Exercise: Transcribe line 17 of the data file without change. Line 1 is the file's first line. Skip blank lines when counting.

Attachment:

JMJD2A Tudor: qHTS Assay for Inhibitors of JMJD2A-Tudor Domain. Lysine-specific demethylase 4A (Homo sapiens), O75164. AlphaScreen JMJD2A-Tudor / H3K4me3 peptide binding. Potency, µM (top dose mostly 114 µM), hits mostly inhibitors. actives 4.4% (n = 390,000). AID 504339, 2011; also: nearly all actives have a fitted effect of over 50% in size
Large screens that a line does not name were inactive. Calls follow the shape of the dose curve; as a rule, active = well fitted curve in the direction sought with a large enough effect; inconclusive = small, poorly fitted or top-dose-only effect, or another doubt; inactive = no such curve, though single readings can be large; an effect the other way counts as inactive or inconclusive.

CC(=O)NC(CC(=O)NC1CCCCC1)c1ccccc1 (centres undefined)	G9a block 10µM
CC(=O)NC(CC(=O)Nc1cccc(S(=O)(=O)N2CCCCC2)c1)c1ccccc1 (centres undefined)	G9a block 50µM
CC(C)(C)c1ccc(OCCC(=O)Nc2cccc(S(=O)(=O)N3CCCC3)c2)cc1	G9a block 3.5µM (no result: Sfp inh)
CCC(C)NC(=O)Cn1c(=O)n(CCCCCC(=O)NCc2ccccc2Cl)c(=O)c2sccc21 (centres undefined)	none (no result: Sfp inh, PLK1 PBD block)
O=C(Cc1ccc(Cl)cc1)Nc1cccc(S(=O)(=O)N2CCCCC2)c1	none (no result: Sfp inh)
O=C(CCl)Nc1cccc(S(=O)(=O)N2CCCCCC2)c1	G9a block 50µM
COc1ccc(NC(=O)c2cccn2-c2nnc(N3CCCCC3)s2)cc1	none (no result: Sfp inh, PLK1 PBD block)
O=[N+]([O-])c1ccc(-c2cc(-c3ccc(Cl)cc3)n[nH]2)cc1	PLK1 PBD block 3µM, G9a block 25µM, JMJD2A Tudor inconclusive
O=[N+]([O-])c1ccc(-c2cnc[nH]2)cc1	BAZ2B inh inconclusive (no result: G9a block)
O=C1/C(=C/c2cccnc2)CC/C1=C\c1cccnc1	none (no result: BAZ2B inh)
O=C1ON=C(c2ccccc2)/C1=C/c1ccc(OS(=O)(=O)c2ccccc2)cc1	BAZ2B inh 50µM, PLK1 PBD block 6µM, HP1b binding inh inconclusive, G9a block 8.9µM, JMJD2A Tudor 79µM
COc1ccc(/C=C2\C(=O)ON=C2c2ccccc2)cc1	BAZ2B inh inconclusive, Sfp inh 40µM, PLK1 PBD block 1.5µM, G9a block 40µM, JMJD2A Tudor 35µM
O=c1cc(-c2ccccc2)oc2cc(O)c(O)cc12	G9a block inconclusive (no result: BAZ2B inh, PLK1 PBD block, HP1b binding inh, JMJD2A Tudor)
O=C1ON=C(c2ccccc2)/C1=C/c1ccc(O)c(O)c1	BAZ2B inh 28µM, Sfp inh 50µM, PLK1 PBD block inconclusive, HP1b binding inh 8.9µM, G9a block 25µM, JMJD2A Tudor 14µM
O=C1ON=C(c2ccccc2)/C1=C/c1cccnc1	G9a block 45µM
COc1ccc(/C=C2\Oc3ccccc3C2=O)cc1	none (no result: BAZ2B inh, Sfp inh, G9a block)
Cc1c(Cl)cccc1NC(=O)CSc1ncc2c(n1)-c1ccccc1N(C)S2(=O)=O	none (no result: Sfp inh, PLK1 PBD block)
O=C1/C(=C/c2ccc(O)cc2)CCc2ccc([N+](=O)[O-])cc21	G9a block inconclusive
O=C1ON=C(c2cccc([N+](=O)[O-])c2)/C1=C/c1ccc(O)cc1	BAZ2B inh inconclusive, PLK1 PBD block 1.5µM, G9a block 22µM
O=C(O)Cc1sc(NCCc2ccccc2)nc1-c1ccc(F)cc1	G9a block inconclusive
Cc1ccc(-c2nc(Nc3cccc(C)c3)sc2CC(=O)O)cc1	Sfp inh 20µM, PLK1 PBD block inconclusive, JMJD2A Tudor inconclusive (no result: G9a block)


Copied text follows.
O=C1ON=C(c2ccccc2)/C1=C/c1cccnc1	G9a block 45µM